2014 has ushered in many changes in the health care arena, including significant modifications to the Healthcare Common Procedure Coding System (HCPCS) for orthotics. It is helpful to revisit the chronology of events leading up to these changes to better understand how we arrived at this point.
Chronology of Events
February 9th, 2012: The Centers for Medicare & Medicaid Services (CMS) issued initial guidance identifying specific HCPCS codes that are considered Off-the-Shelf (OTS) orthotics and provided a 60-day comment period. CMS received approximately 185 comments, including comments from DJO.
August 13th, 2013: CMS issued a final list of OTS HCPCS codes, which included 24 new codes and descriptor changes for 63 codes. The majority of the changes centered on one critical element: codes were “split” into (1) OTS orthotics and (2) custom fitted products.
December 12, 2013: CMS issued the 2014 DMEPOS Fee Schedule. The allowable amounts for the OTS codes were set at the same rates as the existing fees for the custom fitted codes, including a one (1) percent annual update.
January 1, 2014: The new codes became effective.
OTS Orthotics: Require minimal self-adjustment for appropriate use and do not require expertise in trimming, bending, molding, assembling, or customizing to fit the beneficiary. Minimal self-adjustment is an adjustment that the beneficiary, caretaker for the beneficiary, or a supplier of the device can perform and that does not require the services of a certified orthotist or an individual who has specialized training.
Custom Fitted Orthotics: Require fitting by someone with specialized education, training, and experience in fitting and certification and/or licensing.
Why would CMS split orthotic codes?
A. Only OTS orthotics are subject to competitive bidding. Before CMS is able to initiate competitive bidding for orthotics, the agency needed to clearly delineate which HCPCS codes are subject to the Competitive Bidding program (see below for more information about Competitive Bidding.).
Why is the reimbursement the same for the OTS codes and the Custom Fitted codes?
A. Under the Medicare Competitive Bidding program, DMEPOS suppliers compete to become Medicare contract suppliers by submitting bids to furnish certain items in competitive bidding areas, and CMS awards contracts to enough suppliers to meet beneficiary demand for the bid items. The new, lower payment amounts resulting from the competition replace the Medicare DMEPOS fee schedule amounts for the bid items in these areas. If CMS incorporates OTS orthotics in a future round of competitive bidding, the reimbursement rates will be adjusted downward for these codes. Revision of the existing DMEPOS fee schedule to reduce reimbursement for these codes is also possible in a process separate and apart from competitive bidding.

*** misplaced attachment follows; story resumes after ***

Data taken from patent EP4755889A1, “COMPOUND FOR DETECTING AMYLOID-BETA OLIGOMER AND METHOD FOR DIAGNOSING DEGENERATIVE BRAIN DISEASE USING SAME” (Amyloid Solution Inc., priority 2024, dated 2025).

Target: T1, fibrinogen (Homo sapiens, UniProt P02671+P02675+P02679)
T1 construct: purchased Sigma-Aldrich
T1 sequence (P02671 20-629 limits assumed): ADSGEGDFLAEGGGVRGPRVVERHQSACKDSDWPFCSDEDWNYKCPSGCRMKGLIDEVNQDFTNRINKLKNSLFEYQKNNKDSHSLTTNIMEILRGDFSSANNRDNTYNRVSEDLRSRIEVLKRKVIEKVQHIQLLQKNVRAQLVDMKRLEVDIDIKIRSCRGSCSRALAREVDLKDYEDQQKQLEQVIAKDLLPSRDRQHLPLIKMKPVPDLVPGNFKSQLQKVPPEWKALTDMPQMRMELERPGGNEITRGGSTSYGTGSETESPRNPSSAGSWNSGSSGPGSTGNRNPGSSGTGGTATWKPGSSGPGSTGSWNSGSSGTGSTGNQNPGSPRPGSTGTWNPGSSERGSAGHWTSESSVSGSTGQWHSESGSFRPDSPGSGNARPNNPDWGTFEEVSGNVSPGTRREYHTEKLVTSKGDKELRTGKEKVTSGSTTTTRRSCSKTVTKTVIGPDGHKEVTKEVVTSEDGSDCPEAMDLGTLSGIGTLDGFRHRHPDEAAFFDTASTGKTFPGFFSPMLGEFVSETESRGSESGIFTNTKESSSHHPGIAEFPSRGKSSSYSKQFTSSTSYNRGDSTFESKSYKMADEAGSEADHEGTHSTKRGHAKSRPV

When will orthotics be part of the Competitive Bidding program?
A. The Medicare Modernization Act of 2003 (MMA) established the requirements for a Competitive Bidding Program for certain Durable Medical Equipment, Prosthetics, Orthotics, and Supplies (DMEPOS). At that time, OTS orthotics were identified as subject to competitive bidding. CMS has already included many other items in the Competitive Bidding program; orthotics is one of the remaining categories to be incorporated. CMS stated in December 2013 that it has not determined the schedule for seeking bids on OTS orthotics, but it will identify the specific OTS orthotic codes to be included in a competitive bidding program through program instructions or by other means. We are monitoring the situation closely.
Whom does CMS consider qualified to fit custom fitted orthotics?
A. As stated above, Custom Fitted orthotics must be fitted by a supplier with specialized education, training, and experience in fitting and certification and/or licensing. The supplier must also comply with the DMEPOS quality standards, including the standards for Custom Fitted Orthoses included in Appendix C of the standards. To date, CMS has not provided any further clarification to these requirements. However, CMS is proposing to release a long-awaited rule in May 2014 on the required qualifications for the fitting of custom fabricated orthotics. CMS has stated the following in respect to this rule: Historically, there has been no Medicare requirement that a supplier of prosthetics and custom fabricated orthotics be certified or meet educational requirements other than what a state law may require. This proposed rule would provide a basis to improve the quality of orthotics and prosthetics furnished to Medicare beneficiaries by establishing minimum national supplier and practitioner qualifications and accreditation requirements for DMEPOS suppliers.
How will DJO be handling the split HCPCS codes?
A. We are currently analyzing the new OTS codes in relation to our products. We will be recoding our products to OTS codes where appropriate. When products are furnished using a custom fitted HCPCS code, the supplier is required to meet certain quality standards, including documented intake and assessment. We will be providing further guidance around these requirements once our coding analysis is complete.
For more information about OTS orthotics: http://www.cms.gov/Medicare/Medicare-Fee-for-Service-Payment/DMEPOSFeeSched/OTS_Orthotics.html
For more information about competitive bidding: http://www.cms.gov/Medicare/Medicare-Fee-for-Service-Payment/